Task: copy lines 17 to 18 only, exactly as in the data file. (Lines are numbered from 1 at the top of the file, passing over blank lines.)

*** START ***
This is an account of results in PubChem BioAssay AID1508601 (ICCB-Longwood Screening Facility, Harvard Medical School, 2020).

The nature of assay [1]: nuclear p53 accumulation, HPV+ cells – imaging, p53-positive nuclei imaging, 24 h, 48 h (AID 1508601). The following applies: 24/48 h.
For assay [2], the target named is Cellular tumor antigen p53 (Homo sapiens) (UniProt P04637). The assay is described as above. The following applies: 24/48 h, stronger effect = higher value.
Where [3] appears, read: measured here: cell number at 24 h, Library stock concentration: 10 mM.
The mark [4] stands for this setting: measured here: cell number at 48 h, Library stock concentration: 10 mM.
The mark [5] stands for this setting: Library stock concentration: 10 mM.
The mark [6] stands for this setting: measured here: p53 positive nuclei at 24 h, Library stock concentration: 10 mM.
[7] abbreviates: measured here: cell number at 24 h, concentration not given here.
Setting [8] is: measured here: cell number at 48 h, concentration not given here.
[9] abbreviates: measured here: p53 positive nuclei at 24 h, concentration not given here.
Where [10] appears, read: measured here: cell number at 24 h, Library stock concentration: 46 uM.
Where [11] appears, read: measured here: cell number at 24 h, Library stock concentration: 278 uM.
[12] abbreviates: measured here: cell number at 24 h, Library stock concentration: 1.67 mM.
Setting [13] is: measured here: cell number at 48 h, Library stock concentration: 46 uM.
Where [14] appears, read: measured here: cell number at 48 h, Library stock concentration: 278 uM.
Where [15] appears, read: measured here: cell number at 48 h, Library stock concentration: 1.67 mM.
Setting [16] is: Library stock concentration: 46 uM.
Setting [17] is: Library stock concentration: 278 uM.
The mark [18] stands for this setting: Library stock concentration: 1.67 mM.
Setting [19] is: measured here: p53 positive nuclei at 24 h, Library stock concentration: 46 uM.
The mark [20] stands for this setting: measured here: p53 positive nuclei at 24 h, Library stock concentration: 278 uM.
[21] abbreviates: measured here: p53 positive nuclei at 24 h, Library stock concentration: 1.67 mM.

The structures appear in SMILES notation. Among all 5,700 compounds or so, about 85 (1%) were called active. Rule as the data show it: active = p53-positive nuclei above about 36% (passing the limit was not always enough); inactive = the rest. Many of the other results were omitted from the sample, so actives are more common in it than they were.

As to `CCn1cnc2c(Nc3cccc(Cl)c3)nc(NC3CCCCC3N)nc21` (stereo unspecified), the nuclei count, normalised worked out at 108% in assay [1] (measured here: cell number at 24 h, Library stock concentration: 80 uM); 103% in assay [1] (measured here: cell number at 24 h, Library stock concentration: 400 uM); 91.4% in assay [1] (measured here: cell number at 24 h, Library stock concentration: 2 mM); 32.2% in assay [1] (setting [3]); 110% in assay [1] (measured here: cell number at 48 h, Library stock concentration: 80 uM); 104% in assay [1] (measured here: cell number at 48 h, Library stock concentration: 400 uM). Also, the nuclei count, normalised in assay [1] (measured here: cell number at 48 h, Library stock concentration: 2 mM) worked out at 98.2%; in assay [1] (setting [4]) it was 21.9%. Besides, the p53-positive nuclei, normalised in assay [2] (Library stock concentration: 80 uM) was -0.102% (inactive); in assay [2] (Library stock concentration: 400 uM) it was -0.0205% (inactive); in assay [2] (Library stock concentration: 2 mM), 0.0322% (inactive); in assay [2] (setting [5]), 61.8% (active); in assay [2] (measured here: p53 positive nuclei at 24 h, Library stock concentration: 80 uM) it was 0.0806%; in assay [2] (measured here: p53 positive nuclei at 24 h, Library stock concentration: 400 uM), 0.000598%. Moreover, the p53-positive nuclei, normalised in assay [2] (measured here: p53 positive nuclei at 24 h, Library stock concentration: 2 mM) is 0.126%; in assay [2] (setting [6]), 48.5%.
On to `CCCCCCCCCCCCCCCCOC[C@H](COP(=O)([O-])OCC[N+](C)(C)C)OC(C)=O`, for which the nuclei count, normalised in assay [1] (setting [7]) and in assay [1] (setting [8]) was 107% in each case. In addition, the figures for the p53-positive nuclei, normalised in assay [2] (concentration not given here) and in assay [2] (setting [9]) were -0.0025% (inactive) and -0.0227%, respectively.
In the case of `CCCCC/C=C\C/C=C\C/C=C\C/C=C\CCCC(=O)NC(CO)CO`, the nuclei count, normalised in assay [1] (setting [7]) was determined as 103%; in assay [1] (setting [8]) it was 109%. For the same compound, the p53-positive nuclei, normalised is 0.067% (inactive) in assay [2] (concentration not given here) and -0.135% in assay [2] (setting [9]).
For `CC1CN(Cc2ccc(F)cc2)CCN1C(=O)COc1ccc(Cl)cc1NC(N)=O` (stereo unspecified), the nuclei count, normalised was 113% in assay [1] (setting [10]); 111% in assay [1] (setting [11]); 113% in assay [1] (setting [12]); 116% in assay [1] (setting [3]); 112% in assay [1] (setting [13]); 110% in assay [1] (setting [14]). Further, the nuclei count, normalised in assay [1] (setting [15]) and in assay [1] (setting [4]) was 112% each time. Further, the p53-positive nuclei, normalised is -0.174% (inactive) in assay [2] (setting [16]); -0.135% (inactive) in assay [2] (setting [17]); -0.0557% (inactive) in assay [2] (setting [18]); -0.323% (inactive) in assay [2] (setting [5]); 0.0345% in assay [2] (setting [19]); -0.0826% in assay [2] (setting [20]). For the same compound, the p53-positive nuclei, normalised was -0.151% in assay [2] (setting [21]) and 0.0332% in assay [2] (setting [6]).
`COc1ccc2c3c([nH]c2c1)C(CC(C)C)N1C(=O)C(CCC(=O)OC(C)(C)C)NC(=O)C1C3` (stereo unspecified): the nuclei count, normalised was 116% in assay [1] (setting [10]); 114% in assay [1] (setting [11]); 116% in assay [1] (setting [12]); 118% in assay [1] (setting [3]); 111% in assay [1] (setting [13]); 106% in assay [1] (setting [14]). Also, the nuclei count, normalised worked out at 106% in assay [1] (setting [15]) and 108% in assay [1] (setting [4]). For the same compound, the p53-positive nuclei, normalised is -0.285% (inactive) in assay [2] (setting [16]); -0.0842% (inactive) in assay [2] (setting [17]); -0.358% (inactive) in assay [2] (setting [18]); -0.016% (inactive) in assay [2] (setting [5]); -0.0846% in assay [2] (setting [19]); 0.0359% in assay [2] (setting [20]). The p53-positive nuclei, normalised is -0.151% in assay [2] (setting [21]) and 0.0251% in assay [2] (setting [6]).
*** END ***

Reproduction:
Setting [16] is: Library stock concentration: 46 uM.
Setting [17] is: Library stock concentration: 278 uM.